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The drone sector has grown considerably over the past few years, requiring regulations to limit its effects on the environment and ensure safety. The UAS (unmanned aerial system) or manned eVTOL (electric vertical Take-Off and Landing) aircraft could be valuable in environmental transition. This type of technology is especially useful to capture data such as air quality, mapping, surveillance, imaging…

Some people even dream of flying car: this could be real with passenger-eVTOL in emergency medical services[1] ! This type of technology is mainly used to avoid traffic congestion in big cities.

The urban air mobility should nevertheless be regulated. Two of the most important European regulations on UAS are:

  • the Commission implementing regulation (EU) 2019/947 of 24 May 2019 on the rules and procedures for the operation of unmanned aircraft[2]
  • the Commission delegated regulation (EU) 2019/945 of 12 March 2019 on unmanned aircraft systems and on third-country operators of unmanned aircraft systems[3].

These regulations are written on a risk-based approach, and while they define many of the UAS’s technical characteristics for safety, they do not contain indications or objectives on sustainability of UAS or VTOL.

After the Sustainable and Smart Mobility Strategy (SSMS)[4], the European Commission announced the preparation “A drone strategy 2.0 for a smart and sustainable unmanned aircraft eco-system in Europe”. This strategy has appeared with the Communication from the Commission of 29th November 2022.[5] With this communication, the European Commission asserts its ambition to achieve the twin transition (green transition and digital transition) and recognizes that the UAS and VTOL sectors could help it succeed in finding solutions. For example, the seventh flagship action of this communication is creating “an online platform to support a sustainable IAM [Innovative Air Mobility] implementation by authorities, communities, municipalities, industry and stakeholders”, as well as developing circular economy in the drone field: “In line with the Circular Economy Action Plan adopted by the Commission and the Sustainable and Smart Mobility Strategy, the drone sector should move towards Circular Economy models covering notably the production of the aircraft, batteries and other electronic components to ensure their recycling and ensure that scope 2 and scope 3 emissions are reduced to a minimum.”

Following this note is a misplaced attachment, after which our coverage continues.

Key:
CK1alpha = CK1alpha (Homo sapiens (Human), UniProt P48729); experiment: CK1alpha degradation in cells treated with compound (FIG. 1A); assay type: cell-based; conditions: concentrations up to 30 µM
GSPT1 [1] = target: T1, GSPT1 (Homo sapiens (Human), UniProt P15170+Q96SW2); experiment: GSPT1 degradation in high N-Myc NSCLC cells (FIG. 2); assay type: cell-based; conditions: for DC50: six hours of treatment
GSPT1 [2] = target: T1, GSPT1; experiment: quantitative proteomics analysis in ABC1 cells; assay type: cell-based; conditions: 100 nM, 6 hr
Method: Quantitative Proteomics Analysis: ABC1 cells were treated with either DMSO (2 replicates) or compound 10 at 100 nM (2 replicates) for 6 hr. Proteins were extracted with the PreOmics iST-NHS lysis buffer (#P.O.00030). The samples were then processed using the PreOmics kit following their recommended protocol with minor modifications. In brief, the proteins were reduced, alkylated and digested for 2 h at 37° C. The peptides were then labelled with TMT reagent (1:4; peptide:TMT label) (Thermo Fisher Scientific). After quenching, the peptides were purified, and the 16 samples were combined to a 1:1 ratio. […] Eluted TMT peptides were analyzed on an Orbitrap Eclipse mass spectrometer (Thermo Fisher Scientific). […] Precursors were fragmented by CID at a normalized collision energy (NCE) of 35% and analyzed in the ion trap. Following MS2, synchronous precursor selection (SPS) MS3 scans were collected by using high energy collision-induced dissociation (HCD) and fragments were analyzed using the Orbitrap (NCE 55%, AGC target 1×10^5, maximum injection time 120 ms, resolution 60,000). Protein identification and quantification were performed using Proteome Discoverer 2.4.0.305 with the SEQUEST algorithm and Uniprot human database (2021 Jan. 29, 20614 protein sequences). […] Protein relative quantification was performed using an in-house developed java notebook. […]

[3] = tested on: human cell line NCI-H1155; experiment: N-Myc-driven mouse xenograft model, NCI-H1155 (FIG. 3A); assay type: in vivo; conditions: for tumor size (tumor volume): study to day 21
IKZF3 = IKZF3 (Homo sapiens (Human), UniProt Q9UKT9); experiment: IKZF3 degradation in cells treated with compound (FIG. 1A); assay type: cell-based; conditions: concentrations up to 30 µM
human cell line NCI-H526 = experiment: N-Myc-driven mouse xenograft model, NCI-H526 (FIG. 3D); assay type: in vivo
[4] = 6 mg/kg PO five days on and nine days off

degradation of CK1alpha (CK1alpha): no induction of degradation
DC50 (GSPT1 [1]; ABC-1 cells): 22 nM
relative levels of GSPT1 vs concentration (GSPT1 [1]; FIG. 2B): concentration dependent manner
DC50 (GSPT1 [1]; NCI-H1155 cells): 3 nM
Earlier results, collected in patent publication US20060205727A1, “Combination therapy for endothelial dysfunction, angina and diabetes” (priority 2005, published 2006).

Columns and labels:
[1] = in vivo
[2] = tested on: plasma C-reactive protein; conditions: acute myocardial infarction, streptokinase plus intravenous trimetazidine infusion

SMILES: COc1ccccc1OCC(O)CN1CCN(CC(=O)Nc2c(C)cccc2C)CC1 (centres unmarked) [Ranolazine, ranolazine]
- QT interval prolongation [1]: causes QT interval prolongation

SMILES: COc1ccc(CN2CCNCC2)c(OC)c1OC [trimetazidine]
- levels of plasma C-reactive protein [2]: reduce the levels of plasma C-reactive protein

Fact, most of UAS and VTOL are electrics, therefore, their environmental impact comes from their manufacture, or whether the electricity they use is carbon-based. For example, “In Germany, which has the highest carbon intensity level of the four studied geographies of 553 g CO2eq/ kWh, the small UAS generates 74.4 g CO2eq per package[5,5kg]-kilometer travelled. Conversely, in Norway, with a carbon intensity of 41 g CO2eq/kWh, due to the abundance of low-carbon energy sources, the UAS’ emissions are significantly lower at 5.52 g CO2eq per package[5,5kg]-kilometer travelled (87% lower than Germany).”1 But eVTOL is no match to ground-based alternative like electric car : the take-off is very power-hungry, so eVTOL could be useful for only few specific purposes, such as medical emergencies, or UAS could be used to transport light cargo. Drone and VTOL ground infrastructures must also be considered, like vertiports or heat management of infrastructures.

 

Thus, humankind will have to wait a little longer for environmentally friendly flying cars.

 

[1] Guidebook for Urban Air Mobiltity Integration, AiRMOUR Deliverable 6.4, 28 nov. 2023

[2] Commission implementing regulation (EU) 2019/947 of 24.05.2019 on the rules and procedures for the operation of unmanned aircraft

[3] Commission delegated regulation (EU) 2019/945 of 12.03.2019 on unmanned aircraft systems and on third-country operators of unmanned aircraft systems

[4] Communication from the Commission to the European Parliament, the Council, the European Economic and Social Committee and the Committee of the Regions, COM(2020)789 of 9.12.2020, Sustainable and Smart Mobility Strategy – putting European transport

[5] Communication from the Commission to the European Parliament, the Council, the European economic and social committee and the committee of regions, COM(2022) 652 final, 29.11.2022

A propos de Louis CHABBERT